By Pierce O’Reilly
Top GAA officials in Ireland never had as much interest in GAA affairs in the Big Apple as they have today. In fact, it sometimes seems that if New York sneezes, Croke Park gets a cold.
Last week, we reported how the parent organization were mystified with a bylaw in New York — this week we hear that the rule is going to be abolished. Intercounty stars who grace the hardened sod at Gaelic Park last year will now become free agents for the upcoming season. I doubt if Maurice Fitzgerald or Mike Frank Russell will ever line out for Cork or even Donegal, but there will be some players who will be enticed by the fat carrot put before them in the next few months.
The rule regarding County stars remaining the property of the same New York club for the following year was introduced so some loyalty would be shown to the New York club and to prevent County stars from switching among teams at will.
Florida 7’s a success
Star-studded St. Pat’s of Florida and Tyrone of New York went head to head in an epic battle for the top prize in the Fort Lauderdale seven-a-side competition run at the weekend, with St. Pat’s prevailing.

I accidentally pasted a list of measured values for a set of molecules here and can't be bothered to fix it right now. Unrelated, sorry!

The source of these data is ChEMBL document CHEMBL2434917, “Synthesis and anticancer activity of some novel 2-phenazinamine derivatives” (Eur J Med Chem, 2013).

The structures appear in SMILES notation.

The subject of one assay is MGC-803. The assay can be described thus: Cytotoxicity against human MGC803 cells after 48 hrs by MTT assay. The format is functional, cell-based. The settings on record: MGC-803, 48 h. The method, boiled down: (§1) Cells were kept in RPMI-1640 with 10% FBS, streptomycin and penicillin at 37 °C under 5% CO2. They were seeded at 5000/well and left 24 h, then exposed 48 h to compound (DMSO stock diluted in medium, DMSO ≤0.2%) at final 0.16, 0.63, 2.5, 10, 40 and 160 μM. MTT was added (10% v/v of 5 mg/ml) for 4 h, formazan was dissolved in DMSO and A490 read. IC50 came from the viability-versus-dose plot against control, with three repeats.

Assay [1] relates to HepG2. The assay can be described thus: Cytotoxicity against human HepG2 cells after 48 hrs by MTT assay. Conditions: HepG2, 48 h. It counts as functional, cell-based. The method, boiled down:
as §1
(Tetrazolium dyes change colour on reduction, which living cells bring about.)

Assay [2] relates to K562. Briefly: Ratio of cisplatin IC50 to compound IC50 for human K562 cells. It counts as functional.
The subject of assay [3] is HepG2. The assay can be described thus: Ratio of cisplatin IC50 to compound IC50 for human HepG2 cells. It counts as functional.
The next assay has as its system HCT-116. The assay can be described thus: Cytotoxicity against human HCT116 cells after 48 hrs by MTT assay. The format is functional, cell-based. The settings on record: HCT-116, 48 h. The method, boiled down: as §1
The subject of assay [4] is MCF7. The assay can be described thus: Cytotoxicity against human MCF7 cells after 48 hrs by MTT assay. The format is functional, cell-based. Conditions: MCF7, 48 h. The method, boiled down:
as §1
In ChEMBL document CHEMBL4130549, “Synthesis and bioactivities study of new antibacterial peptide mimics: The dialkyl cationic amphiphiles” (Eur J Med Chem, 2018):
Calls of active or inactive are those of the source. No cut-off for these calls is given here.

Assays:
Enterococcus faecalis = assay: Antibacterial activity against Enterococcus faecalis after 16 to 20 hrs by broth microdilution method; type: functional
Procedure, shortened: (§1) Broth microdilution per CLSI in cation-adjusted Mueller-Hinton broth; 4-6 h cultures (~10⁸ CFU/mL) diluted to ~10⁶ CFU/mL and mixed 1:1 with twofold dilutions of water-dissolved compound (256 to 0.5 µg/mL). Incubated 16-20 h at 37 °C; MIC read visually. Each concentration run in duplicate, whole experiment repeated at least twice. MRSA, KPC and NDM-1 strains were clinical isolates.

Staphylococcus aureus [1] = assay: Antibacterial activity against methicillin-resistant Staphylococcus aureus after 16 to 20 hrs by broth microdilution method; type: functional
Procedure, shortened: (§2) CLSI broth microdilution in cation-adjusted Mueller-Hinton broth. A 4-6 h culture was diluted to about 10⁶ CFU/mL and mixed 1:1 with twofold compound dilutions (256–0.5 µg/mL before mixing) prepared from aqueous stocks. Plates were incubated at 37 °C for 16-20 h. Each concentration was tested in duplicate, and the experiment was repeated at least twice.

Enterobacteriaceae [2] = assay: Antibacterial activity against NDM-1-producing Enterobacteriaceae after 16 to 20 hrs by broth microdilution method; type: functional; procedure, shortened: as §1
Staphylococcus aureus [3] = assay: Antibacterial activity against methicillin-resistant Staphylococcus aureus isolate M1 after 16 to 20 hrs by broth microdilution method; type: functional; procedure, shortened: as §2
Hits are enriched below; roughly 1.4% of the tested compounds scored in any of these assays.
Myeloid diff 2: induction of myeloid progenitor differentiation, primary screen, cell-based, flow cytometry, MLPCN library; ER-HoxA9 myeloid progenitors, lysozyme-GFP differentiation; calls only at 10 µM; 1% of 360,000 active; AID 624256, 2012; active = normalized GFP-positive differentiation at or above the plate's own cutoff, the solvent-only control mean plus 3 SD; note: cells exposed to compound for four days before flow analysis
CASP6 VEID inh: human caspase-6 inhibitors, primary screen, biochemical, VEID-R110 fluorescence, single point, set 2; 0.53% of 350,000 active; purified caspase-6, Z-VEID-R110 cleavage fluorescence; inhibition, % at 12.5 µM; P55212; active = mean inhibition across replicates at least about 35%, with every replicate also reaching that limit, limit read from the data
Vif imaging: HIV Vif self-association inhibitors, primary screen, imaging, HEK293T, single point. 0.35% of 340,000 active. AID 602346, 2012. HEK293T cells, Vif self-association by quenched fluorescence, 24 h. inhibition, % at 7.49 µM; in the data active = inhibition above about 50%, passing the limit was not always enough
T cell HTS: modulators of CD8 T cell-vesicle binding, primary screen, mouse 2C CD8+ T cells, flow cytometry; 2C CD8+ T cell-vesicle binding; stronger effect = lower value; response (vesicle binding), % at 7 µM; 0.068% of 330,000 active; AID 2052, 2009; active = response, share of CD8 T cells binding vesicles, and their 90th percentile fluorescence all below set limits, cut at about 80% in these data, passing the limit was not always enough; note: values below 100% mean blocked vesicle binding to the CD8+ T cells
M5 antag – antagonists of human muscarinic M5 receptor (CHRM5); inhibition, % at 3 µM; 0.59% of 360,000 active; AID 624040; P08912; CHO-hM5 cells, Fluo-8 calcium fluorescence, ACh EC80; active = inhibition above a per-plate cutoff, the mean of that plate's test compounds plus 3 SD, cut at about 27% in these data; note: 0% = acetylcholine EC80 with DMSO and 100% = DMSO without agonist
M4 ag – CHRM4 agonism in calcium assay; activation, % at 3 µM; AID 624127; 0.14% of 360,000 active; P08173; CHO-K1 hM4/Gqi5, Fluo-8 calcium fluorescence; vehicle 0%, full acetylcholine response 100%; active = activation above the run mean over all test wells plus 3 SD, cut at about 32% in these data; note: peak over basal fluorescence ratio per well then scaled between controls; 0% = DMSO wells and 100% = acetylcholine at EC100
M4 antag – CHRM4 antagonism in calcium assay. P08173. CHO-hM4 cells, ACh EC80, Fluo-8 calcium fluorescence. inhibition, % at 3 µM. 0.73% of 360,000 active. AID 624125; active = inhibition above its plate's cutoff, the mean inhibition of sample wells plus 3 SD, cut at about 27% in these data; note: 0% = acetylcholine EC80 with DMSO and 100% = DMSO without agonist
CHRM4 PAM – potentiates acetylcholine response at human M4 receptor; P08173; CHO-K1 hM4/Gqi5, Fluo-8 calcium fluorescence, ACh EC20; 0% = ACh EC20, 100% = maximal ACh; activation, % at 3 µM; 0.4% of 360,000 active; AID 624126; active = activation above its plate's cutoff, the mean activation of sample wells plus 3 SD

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While New York and other East Coast cities were still suffering from the cold, the GAA players who headed to Florida were baking in the sun. This really was a majestic setting for a football tournament. The final played on Sunday in sweltering sun was a classic. St. Pat’s were tested in the semifinal by Donegal of New York and had just three points to spare at the end of the game. It finished 4-6 to 3-6.
In the second semifinal Westmeath of New York and Tyrone went head to head. What a treat was in store of the supporters who fought to keep the sun out of their eyes while they sipped from martinis and cocktails.
This is the first time that John Moore has come face to face with his alma mater. It was a very physical game with both sides eager to get the upper hand. The "grudge match," as one GAA fan called it, was played at a hectic pace. Tyrone, with the Sloans and Kieran Ryan in fine form, pulled clear in the second half and ran out easy victors on a scoreline of 2-9 to 1-1. The Ulster men, however, did lose their star defender, Martin Slowey, to an ankle injury.